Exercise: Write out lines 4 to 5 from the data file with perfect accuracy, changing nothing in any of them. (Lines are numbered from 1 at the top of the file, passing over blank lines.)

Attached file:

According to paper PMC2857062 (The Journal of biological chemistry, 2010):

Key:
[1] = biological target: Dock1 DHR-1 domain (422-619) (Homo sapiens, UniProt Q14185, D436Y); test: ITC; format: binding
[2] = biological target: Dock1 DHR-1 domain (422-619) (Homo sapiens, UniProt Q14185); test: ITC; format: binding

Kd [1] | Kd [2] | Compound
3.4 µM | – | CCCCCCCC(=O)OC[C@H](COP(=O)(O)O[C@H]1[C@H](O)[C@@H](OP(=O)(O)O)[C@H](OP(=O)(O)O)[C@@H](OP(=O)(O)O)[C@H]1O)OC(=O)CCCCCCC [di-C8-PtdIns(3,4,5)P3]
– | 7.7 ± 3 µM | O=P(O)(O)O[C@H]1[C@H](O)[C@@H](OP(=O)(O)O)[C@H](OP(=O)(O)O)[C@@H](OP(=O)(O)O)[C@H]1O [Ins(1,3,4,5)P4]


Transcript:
[2] = biological target: Dock1 DHR-1 domain (422-619) (Homo sapiens, UniProt Q14185); test: ITC; format: binding

Kd [1] | Kd [2] | Compound